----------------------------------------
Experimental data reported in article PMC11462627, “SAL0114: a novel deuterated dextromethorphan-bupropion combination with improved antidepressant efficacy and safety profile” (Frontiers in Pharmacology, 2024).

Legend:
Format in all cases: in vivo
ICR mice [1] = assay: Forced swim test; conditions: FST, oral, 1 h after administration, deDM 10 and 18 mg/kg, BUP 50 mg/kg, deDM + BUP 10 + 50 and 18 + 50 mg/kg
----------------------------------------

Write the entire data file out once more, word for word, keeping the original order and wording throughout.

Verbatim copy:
Experimental data reported in article PMC11462627, “SAL0114: a novel deuterated dextromethorphan-bupropion combination with improved antidepressant efficacy and safety profile” (Frontiers in Pharmacology, 2024).

Legend:
Format in all cases: in vivo
ICR mice [1] = assay: Forced swim test; conditions: FST, oral, 1 h after administration, deDM 10 and 18 mg/kg, BUP 50 mg/kg, deDM + BUP 10 + 50 and 18 + 50 mg/kg